Sunday, December 25, 2011

Pondering Combat (Long)

Grab a drink and some snacks. This could take a while.

In my never-ending quest to best represent my idea of fighters I have taken my thinking further back, and down stranger avenues, than ever before. In fact, I have taken it "back to formula" so to speak, the Fantasy Combat Table from Chainmail.

Man-to-man combat in Chainmail is straight-forward enough, as is Fantasy Combat. Hits equal kills (broadly speaking). Fantasy Combat is resolved by cross-referencing the fantastic combatants to arrive at the "to-hit" number. If the dice roll exceeds this number, the defender is killed.
(let me pause for a minute to apologize, for this will be pure stream-of-conscious writing)
What I have found to be the most compelling is this fact: in Chainmail combat, no matter which level of combat it is, one hit equals one kill. This is very significant, as it relates directly with what seems to be a design philosophy that is central to D&D combat. In D&D combat all 1st level characters, as well as normal men, have 1d6 HP. All weapons inflict 1d6 damage on a successful hit, thus we have one hit equals one kill (with minor variation) where "normal" men are concerned.

There are certain unaddressed disconnects in the translation from Chainmail to the "Alternative" system. At first level, these are minor to the point of being inconsequential. It is only when the characters rise in level that they become more apparent. Specifically, the one that causes me the most grief is the fact that damage output, at least for PCs, remains fairly flat, while monster HD go up and up the more powerful the creature is.

Creatures that enjoyed fantastic status in Chainmail, such as Ogres, only deal 1d6 in the LBBs. Dragon breath and certain giants are able to exceed that, but by and large creatures that slayed adventurers with one roll in Chainmail are now reduced to a war of attrition with their formerly fantastic opponents. This is one of the things that slows combat down at higher levels: the ratio of potential damage output to creature HP.

Obviously, no player wants to invest the effort and real-world time necessary to get a character to 10th level, only to have an epic battle that comes down to a single dice roll. That's only marginally removed from a save-or-die situation. But, think about this: aren't there really only two kinds of combat, when you get right down to it?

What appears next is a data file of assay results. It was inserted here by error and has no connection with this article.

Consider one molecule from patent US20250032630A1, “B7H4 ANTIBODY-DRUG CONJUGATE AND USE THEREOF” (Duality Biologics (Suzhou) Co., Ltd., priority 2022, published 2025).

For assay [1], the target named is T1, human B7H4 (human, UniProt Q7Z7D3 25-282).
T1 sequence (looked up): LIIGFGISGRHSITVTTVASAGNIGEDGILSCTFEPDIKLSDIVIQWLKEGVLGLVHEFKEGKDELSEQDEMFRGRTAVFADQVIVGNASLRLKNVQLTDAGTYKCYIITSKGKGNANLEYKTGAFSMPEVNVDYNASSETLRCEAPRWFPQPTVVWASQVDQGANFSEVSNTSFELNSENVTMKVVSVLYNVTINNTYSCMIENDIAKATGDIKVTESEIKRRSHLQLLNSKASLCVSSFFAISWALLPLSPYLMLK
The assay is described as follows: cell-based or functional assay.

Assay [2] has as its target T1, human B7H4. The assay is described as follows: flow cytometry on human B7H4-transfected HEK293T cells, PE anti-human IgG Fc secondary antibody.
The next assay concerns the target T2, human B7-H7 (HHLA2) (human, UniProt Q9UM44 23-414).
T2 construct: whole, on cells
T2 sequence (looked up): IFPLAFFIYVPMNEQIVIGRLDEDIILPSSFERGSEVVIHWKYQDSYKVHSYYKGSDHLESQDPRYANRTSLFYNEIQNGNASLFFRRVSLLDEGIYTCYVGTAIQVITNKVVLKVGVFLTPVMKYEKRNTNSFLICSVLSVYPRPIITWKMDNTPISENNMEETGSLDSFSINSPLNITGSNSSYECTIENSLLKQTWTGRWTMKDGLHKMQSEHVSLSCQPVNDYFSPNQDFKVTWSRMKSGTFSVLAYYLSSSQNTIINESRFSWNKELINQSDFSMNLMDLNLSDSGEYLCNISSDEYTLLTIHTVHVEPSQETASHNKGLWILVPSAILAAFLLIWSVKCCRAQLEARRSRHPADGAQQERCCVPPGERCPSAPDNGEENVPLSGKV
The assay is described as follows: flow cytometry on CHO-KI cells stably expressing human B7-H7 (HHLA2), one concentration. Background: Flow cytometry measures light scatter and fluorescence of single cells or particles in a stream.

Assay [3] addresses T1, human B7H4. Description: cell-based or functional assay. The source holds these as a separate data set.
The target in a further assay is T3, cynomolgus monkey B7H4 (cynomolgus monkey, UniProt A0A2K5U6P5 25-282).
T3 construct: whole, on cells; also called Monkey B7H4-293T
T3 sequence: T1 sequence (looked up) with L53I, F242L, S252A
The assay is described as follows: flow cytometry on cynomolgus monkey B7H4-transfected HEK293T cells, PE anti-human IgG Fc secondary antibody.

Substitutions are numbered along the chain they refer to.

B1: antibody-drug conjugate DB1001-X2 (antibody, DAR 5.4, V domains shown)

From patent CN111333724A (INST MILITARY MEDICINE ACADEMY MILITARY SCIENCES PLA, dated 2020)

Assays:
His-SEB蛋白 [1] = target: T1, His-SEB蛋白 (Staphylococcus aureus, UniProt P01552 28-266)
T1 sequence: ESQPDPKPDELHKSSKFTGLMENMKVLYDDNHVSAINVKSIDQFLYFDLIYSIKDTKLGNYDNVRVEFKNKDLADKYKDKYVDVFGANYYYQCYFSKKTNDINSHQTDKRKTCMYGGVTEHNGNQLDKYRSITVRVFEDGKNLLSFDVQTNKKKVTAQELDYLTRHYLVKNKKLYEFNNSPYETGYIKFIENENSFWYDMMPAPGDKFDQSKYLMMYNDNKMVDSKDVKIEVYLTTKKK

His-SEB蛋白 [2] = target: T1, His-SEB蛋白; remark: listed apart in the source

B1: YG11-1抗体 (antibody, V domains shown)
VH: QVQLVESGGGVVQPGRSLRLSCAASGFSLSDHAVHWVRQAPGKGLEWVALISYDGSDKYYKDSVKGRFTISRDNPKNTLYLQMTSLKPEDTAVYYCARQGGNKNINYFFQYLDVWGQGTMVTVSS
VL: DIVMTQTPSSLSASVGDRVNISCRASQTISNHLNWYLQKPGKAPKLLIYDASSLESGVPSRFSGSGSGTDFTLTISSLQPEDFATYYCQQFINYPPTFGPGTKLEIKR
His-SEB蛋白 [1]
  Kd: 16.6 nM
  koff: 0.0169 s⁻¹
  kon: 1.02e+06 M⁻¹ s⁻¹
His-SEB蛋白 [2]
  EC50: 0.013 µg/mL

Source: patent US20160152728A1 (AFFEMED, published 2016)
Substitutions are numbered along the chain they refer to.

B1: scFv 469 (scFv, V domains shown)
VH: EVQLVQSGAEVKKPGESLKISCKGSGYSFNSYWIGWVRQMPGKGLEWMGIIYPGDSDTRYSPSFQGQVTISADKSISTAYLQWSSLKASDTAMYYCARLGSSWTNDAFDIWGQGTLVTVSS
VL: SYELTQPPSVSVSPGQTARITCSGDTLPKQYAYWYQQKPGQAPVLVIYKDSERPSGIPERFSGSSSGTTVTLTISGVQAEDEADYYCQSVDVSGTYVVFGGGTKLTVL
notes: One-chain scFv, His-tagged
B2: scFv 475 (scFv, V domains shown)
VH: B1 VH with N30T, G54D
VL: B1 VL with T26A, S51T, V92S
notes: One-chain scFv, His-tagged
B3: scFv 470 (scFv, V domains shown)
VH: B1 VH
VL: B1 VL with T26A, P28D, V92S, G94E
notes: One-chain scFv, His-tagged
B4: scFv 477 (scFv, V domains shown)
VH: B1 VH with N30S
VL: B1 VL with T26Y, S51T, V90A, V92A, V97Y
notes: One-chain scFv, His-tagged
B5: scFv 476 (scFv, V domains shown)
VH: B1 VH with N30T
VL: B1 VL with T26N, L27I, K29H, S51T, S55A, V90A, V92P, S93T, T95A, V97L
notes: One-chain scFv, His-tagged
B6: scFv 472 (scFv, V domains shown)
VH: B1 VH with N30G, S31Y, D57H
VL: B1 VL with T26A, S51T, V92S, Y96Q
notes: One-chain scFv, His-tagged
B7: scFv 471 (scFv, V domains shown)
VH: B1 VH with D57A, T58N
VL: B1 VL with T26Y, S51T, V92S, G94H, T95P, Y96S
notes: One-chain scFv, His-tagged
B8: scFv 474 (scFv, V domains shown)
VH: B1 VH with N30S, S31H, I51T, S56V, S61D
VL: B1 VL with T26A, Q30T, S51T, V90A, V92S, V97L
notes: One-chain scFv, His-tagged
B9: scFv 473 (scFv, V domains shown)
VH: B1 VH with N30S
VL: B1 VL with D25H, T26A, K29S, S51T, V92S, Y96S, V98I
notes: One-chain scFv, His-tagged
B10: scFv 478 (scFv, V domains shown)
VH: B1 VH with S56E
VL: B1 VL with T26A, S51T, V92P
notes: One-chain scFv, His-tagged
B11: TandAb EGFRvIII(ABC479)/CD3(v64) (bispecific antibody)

1) The dice go cold, one side is far superior and/or better prepared, or fortune smiles on the other guy. Whatever the reason, one side beats the cold, living hell out of the other. If this can be accomplished in 3 or maybe 4 rounds, it is fun. If it takes 14 turns because the bad guy has 70 HP and you max out at 10 points of damage, it gets tedious. We play this game to overcome life-or-death obstacles and exist in dramatically heroic moments. The object of our gaming is not to force a dragon to be pivot man in our circle-jerk, with no dramatic tension.

2) There is a boat load of tension as the fight goes back and forth, each side scoring blistering success and suffering grievous set-backs. Until, finally, the party is down to the last fighter, who has 4 HP left, and the Stone Giant king, likewise down to 5 HP. Guess what? For all the great drama of the ebb and flow of the fight, it comes down to one roll.
Admittedly, scenario 2 is preferable, but it still comes down to that one roll.

I'm not advocating a return to the Fantasy Combat Table. There, you can breath again.

What Makes a Fighter Better?

More to the point, what makes a fighter a more fearsome opponent? Is it that he can routinely crack your head? Maybe. But, if you have more than 6 HP, you know that no matter how good he is at connecting with your head, it will take him at least two rounds to split your head, magic and other bonuses notwithstanding.

What about more attacks? I think this gets closer to the mark, when you consider that an attack is actually an opportunity to injure your opponent. So, a skilled fighter will find more openings and opportunities in the span of that one-minute combat round to do some damage.

And that is where the nugget of truth lies for me. Damage. A really scary, capable fighter is one that lays waste and does so reliably. Not just "has the potential", but actually does more damage. If I know deep down inside that if that guy gets at me with that short sword he is going to end all my plans, I will leave him alone.

My Proposal

I propose a system of "hitting" like the one in Chainmail. Roll 2d6 on the table cross-referencing various weapons against various armor situations. If you hit, roll a number of d6 equal to your level.

Before you panic and cry FOUL! remember that the two most-desired magic-user spells, Fireball and Lightning Bolt, do caster level x d6. Of course, the target gets a save for half. Let's face it though, the threat of the possibility of a Fireball is enough to give most parties pause.

1 comment:

  1. Take a look at my blog and the few rules I have came up with concerning fighters for my CFRPG or Classic Fantasy Role Playing Game.